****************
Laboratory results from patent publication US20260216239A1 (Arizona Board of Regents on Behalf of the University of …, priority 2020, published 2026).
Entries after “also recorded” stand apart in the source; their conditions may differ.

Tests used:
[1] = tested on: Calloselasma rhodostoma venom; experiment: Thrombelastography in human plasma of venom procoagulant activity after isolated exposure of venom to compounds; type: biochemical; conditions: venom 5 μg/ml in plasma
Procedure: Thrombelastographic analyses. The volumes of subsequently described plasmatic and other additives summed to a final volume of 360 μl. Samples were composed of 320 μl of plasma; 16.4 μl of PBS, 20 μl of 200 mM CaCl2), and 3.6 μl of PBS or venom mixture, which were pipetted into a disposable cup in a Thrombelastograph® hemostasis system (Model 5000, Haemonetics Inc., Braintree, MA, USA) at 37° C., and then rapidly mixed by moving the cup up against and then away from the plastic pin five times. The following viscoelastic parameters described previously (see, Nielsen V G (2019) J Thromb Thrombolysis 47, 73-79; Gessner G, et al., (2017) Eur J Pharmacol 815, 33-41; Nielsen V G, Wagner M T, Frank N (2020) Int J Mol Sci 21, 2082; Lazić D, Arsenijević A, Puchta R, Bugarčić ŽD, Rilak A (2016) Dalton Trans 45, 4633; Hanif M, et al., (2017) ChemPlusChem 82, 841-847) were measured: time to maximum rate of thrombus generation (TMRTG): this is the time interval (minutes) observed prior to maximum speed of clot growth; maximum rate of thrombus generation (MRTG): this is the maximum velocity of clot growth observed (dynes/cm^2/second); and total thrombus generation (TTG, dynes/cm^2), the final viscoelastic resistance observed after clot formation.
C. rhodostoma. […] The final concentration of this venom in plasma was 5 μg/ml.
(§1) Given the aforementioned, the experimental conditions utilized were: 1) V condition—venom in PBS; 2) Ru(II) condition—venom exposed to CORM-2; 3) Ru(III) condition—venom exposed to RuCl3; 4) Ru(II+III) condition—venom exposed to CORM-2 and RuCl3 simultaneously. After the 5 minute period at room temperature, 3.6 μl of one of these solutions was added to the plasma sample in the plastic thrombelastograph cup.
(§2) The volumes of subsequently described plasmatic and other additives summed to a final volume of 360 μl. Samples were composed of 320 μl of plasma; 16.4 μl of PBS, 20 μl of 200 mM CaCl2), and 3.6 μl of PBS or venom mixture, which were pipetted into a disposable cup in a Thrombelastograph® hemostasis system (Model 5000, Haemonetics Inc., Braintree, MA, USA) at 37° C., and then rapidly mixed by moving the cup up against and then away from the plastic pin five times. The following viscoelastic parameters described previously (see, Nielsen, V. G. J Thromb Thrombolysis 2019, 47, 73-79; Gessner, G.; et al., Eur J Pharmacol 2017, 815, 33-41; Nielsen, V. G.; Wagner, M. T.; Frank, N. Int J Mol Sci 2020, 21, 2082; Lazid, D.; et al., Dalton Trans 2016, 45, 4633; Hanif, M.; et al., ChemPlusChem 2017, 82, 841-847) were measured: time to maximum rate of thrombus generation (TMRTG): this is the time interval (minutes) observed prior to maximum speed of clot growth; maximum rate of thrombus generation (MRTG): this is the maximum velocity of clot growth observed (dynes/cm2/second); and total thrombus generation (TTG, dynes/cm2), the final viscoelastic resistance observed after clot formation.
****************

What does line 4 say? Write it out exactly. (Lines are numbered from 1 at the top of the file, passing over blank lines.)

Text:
[1] = tested on: Calloselasma rhodostoma venom; experiment: Thrombelastography in human plasma of venom procoagulant activity after isolated exposure of venom to compounds; type: biochemical; conditions: venom 5 μg/ml in plasma